I recently read in a book by Douglas Wilson a quote that I thought reasonable, but for which I couldn’t think of a specific example in real life by which to remember it:
Feminists demand that women receive equal treatment with the men, and nobody is ever more surprised than feminists whenever it happens. Feminists don’t need to be told that they despise men. They generally know that, and even when they don’t, they’ve certainly heard it before. What they haven’t heard very much is how much they despise women.
This seems provocative, sure. It’s meant to be. But, this week, I’ve found that you do not have to look far for an example of this very thing:
– “That’s right—–no going back to COAT HANGERS.”
– “The most absurd part about outlawing abortion is it WILL NOT stop women from getting rid of unwanted pregnancies — they will simply go back to having these done illegally, so cue the mob and let them know there is a new business opportunity.”
– “The laws they concoct to prohibit women from getting birth control and health care are disgusting. Forced sonograms, personhood amendments, all this non-science mumbo-jumbo. They are ignorant women haters. Case closed.”
(all three of these posts were taken from comments on the article, “America Still Wants To Fund Planned Parenthood After Sting Videos,” by Huffington Post writer Laura Bassett. Emphasis of each post was preserved.)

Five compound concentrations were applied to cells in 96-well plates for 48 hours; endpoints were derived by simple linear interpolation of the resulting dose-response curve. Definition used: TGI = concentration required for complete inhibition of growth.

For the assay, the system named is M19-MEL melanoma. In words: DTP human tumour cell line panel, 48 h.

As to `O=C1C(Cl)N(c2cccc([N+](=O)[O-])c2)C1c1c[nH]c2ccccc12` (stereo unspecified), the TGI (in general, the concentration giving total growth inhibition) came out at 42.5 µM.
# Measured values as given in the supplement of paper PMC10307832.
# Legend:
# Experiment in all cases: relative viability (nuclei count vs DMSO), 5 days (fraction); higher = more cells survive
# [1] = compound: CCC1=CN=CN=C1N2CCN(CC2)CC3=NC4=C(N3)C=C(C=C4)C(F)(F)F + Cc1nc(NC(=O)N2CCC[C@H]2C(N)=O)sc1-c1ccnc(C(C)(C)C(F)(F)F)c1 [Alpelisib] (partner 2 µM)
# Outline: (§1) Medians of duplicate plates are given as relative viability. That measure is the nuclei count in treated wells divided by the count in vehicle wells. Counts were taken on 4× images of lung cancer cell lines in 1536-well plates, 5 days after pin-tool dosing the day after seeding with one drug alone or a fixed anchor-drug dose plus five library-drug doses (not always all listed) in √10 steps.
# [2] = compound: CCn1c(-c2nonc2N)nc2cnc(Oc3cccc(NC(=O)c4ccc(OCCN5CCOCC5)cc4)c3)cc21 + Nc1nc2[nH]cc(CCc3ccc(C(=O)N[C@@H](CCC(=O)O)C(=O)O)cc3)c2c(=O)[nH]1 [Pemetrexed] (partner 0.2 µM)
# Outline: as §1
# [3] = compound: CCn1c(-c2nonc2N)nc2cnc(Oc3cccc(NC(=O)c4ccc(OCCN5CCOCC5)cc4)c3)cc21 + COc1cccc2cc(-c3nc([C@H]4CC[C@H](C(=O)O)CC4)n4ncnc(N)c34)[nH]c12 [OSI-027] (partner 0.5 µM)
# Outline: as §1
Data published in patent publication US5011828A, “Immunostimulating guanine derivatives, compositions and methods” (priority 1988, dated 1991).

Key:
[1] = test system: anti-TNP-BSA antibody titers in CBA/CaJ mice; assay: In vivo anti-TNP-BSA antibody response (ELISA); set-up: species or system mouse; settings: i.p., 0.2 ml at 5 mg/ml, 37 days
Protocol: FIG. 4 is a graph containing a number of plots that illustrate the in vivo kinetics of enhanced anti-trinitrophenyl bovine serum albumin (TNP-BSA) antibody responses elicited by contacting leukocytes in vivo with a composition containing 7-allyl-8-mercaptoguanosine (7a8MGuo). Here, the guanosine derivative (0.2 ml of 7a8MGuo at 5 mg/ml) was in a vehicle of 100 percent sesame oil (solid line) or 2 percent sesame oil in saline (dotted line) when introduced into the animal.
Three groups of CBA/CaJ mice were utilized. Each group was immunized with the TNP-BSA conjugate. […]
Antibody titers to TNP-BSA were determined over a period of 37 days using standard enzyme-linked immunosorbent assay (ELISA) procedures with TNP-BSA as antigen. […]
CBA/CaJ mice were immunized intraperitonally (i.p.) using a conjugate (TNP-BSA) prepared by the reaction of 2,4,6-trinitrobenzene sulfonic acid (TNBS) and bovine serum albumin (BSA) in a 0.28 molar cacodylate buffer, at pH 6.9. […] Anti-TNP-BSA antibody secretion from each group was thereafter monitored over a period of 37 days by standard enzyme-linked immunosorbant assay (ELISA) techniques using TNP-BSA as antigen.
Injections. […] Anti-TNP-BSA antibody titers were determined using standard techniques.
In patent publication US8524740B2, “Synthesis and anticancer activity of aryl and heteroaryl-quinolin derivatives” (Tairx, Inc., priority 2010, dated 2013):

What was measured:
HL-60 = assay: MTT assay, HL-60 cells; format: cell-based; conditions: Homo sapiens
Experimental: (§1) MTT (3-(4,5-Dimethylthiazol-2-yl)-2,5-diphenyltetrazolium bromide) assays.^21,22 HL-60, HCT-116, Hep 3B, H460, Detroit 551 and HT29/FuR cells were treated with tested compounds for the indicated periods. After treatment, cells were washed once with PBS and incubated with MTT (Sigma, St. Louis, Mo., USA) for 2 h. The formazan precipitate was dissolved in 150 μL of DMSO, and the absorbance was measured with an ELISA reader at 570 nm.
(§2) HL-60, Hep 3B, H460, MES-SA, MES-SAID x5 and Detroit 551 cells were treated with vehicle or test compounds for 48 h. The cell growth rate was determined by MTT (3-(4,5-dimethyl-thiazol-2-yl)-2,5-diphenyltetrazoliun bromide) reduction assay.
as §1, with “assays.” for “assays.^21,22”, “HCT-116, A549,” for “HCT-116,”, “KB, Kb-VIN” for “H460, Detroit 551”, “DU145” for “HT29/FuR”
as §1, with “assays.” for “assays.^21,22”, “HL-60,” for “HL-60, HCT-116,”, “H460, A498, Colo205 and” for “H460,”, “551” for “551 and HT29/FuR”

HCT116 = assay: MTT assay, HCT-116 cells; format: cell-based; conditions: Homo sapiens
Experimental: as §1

Here are a couple of things I would like to address:
Look, I get it. When the American public, regardless of political affiliation, gets on a roll about evident injustices, the natural response is to KILL IT WITH FIRE and pat ourselves on the back as we walk away not thinking about a constructive substitution for the smoldering pile left behind. I even agree with you to a degree. IF Planned Parenthood does half of the list of helpful things that it says it does other than abortions, the GOP and first-time activist band-wagoners everywhere should not be trying to burn the whole thing down. However, that means the central issue should be, as it ultimately is, abortion. So, lets shift the view for a moment and look at the proposals being made regarding abortion by PP supporters like the ones listed above.
- False Dichotomies: “Look, it’s either this or coat hangers. Are you suggesting women resort to coat hangers!? SKREEE!” Well, actually, no. Those aren’t the only options, and you’re not engaging the true point. You don’t want to face the discussion we should actually be having. If abortions are the unethical killings of small humans (i.e. the discussion we should actually be having), then your argument is essentially, “well, it would be one step too far if we didn’t provide a safe supportive environment for this horrible act, instead of leaving such things to a setting more fitting to the deed, like, say, hypothetical back alleys.” Just what makes these back alley abortions illegal anyway? It certainly isn’t the termination of the “fetus.” Is it illegal because it risks the woman’s life and health? Because, I was under the impression that you were okay with a woman doing whatever she wants with her body.